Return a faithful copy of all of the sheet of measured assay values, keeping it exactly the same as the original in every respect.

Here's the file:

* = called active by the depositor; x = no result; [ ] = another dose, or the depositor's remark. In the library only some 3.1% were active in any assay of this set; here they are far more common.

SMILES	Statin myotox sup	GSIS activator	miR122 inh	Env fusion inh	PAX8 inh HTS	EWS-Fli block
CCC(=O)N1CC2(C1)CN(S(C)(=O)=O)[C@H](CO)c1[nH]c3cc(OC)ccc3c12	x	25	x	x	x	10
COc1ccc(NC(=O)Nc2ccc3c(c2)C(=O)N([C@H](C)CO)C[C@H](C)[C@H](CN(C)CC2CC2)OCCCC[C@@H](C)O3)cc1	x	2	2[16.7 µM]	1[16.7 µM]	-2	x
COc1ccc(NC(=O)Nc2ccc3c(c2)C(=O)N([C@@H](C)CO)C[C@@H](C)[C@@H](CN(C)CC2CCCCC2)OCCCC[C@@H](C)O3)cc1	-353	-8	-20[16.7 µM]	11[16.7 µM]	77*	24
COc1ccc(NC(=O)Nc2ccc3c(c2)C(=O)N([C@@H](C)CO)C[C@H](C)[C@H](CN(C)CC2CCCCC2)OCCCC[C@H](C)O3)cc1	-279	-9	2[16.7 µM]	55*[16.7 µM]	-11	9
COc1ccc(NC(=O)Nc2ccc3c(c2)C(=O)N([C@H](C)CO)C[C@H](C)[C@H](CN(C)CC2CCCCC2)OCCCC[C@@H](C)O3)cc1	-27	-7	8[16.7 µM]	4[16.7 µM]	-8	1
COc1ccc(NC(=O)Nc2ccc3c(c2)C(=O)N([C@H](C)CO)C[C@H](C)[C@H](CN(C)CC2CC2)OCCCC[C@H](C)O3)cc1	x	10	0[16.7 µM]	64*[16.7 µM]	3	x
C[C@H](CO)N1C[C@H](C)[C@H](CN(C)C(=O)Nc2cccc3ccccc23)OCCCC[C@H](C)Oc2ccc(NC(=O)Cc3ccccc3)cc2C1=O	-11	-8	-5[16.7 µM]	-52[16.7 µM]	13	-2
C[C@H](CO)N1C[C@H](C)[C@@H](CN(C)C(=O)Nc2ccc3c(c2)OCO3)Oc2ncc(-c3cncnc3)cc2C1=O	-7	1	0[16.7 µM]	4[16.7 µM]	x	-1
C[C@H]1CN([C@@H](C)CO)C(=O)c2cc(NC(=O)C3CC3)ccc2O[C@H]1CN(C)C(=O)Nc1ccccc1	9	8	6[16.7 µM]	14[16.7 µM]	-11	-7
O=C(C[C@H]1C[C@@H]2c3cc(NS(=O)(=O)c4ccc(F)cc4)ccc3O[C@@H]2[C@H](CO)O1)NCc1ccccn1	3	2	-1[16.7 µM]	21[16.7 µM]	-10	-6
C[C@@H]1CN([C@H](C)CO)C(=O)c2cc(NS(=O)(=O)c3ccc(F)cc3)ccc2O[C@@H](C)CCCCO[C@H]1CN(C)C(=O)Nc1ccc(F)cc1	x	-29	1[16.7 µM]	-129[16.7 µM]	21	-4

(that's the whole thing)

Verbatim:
* = called active by the depositor; x = no result; [ ] = another dose, or the depositor's remark. In the library only some 3.1% were active in any assay of this set; here they are far more common.

SMILES	Statin myotox sup	GSIS activator	miR122 inh	Env fusion inh	PAX8 inh HTS	EWS-Fli block
CCC(=O)N1CC2(C1)CN(S(C)(=O)=O)[C@H](CO)c1[nH]c3cc(OC)ccc3c12	x	25	x	x	x	10
COc1ccc(NC(=O)Nc2ccc3c(c2)C(=O)N([C@H](C)CO)C[C@H](C)[C@H](CN(C)CC2CC2)OCCCC[C@@H](C)O3)cc1	x	2	2[16.7 µM]	1[16.7 µM]	-2	x
COc1ccc(NC(=O)Nc2ccc3c(c2)C(=O)N([C@@H](C)CO)C[C@@H](C)[C@@H](CN(C)CC2CCCCC2)OCCCC[C@@H](C)O3)cc1	-353	-8	-20[16.7 µM]	11[16.7 µM]	77*	24
COc1ccc(NC(=O)Nc2ccc3c(c2)C(=O)N([C@@H](C)CO)C[C@H](C)[C@H](CN(C)CC2CCCCC2)OCCCC[C@H](C)O3)cc1	-279	-9	2[16.7 µM]	55*[16.7 µM]	-11	9
COc1ccc(NC(=O)Nc2ccc3c(c2)C(=O)N([C@H](C)CO)C[C@H](C)[C@H](CN(C)CC2CCCCC2)OCCCC[C@@H](C)O3)cc1	-27	-7	8[16.7 µM]	4[16.7 µM]	-8	1
COc1ccc(NC(=O)Nc2ccc3c(c2)C(=O)N([C@H](C)CO)C[C@H](C)[C@H](CN(C)CC2CC2)OCCCC[C@H](C)O3)cc1	x	10	0[16.7 µM]	64*[16.7 µM]	3	x
C[C@H](CO)N1C[C@H](C)[C@H](CN(C)C(=O)Nc2cccc3ccccc23)OCCCC[C@H](C)Oc2ccc(NC(=O)Cc3ccccc3)cc2C1=O	-11	-8	-5[16.7 µM]	-52[16.7 µM]	13	-2
C[C@H](CO)N1C[C@H](C)[C@@H](CN(C)C(=O)Nc2ccc3c(c2)OCO3)Oc2ncc(-c3cncnc3)cc2C1=O	-7	1	0[16.7 µM]	4[16.7 µM]	x	-1
C[C@H]1CN([C@@H](C)CO)C(=O)c2cc(NC(=O)C3CC3)ccc2O[C@H]1CN(C)C(=O)Nc1ccccc1	9	8	6[16.7 µM]	14[16.7 µM]	-11	-7
O=C(C[C@H]1C[C@@H]2c3cc(NS(=O)(=O)c4ccc(F)cc4)ccc3O[C@@H]2[C@H](CO)O1)NCc1ccccn1	3	2	-1[16.7 µM]	21[16.7 µM]	-10	-6
C[C@@H]1CN([C@H](C)CO)C(=O)c2cc(NS(=O)(=O)c3ccc(F)cc3)ccc2O[C@@H](C)CCCCO[C@H]1CN(C)C(=O)Nc1ccc(F)cc1	x	-29	1[16.7 µM]	-129[16.7 µM]	21	-4